A few days ago, 39 political parties including the Peoples’ Democratic Party (PDP) and a breakaway faction of the All Progressives’ Congress (APC) agreed to form an alliance called Coalition for United Political Parties (CUPP) to “put an end to nepotism and tribalism”; but more importantly, to produce a candidate capable of defeating President Muhammadu Buhari in next year’s elections.
Does that sound familiar? Yes it does.
It was almost the same exact lines used by the now defunct All Nigeria Peoples’ Party (ANPP), the Action Congress of Nigeria (ACN), the Congress for Progressive Change (CPC) and a splinter faction of the PDP when they merged in 2013 to form the APC.
“We resolve to form a political party committed to the principles of internal democracy, focused on serious issues of concern to our people, determined to bring corruption and insecurity to an end, determined to grow our economy and create jobs in their millions through education, housing, agriculture, industrial growth etc, and stop the increasing mood of despair and hopelessness among our people.”
Like now, the sole aim of the APC was to unseat former President Goodluck Jonathan, which was a success for them.
It is quite a role reversal for the parties, but following the same format and having many of the same actors. As a matter of fact, the quote above came from Chief Tom Ikimi, who headed the merger committee for the ACN – and who read the memorandum at the formation of CUPP on behalf of the PDP.
Nigerian politics is a lot of revolving doors and a game of musical chairs at the same time. It also involves a lot of sloganeering; as you observe, the parties used the same lines without going into specifics on how they intend to achieve them. Don’t hold your breath waiting for the specifics either. In the coming months, we will have many more of such situation, including at the state levels.
It is easy to say that this is good for our democracy as these politicians are only exercising their constitutional right to freedom of association while giving the electorate more options on who they will want to govern them.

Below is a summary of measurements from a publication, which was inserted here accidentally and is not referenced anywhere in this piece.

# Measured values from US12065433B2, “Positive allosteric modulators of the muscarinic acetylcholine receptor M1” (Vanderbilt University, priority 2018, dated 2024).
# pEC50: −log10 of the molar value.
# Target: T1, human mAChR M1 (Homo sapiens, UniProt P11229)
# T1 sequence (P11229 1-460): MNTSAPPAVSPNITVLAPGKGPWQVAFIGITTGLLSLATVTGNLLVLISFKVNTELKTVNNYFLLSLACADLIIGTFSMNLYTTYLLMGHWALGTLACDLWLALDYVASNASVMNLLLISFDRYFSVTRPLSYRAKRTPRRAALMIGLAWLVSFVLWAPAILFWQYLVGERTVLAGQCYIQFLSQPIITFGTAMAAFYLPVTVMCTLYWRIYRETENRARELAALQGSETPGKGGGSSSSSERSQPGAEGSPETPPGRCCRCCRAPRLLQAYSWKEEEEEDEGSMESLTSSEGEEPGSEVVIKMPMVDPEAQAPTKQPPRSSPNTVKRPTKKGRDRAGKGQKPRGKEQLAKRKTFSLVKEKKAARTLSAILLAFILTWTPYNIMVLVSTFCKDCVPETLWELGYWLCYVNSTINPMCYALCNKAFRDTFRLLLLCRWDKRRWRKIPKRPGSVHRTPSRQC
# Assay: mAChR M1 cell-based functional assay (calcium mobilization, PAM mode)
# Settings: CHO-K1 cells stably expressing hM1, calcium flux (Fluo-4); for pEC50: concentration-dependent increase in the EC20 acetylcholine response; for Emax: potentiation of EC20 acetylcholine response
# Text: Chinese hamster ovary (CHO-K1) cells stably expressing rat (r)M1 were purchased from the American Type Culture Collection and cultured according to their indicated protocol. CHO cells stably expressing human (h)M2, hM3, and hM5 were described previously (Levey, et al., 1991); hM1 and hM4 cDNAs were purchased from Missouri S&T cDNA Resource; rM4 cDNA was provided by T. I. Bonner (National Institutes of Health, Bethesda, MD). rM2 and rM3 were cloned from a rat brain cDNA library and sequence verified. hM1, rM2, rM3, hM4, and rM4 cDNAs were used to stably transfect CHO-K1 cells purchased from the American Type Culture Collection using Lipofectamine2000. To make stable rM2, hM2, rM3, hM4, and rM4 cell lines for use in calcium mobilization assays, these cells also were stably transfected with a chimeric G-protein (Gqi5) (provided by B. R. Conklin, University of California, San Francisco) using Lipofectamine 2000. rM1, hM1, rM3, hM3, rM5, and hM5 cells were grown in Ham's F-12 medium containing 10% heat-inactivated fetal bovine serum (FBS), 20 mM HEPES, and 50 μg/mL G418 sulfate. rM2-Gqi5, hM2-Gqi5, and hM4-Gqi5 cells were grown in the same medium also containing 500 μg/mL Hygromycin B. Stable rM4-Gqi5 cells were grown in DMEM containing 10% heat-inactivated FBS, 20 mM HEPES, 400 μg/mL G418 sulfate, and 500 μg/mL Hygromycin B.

But it begs the question: what comes out of all this politicking? Why have we been barely moving since 1999 when we returned to democracy? Why are we still such an under-achieving nation?
It seems that we believe that a democracy is only about elections, and we vote just for the sake of it. There is no debate on how voting for one party or candidate over the other leaves us the better for it – and our politicians have mastered the art of giving us fluff over substance.
We will hear of alliances, meetings, grand schemes and all sorts of machinations between now and the elections. But not for once will the agenda of these meetings be how to change the narrative of Nigeria being the poverty capital of the world, or how to reduce our huge budget deficit and indebtedness or how to provide infrastructure quickly.
It is almost as you cannot trust a group of Nigerian politicians to achieve anything as much as change a light bulb. They only delight in holding political power without having any idea on how to wield it for the benefit of the majority of the population.
As the 2019 elections approach, it is very important that we do not get carried away by such antics. We must demand explanations from those seeking to govern us on how they will do things differently. They must answer the tough questions, and we must ask the right ones too.
Rhetoric and personalities should not be enough to make anyone be in government. It is what we have been doing all the while and look where it has taken us so far.
Until we the electorate push these politicians to act better, they will not because it is not in their interest. Counting on their altruism to be better is akin to asking turkeys to vote for Christmas.
We deserve better, and we should demand for better.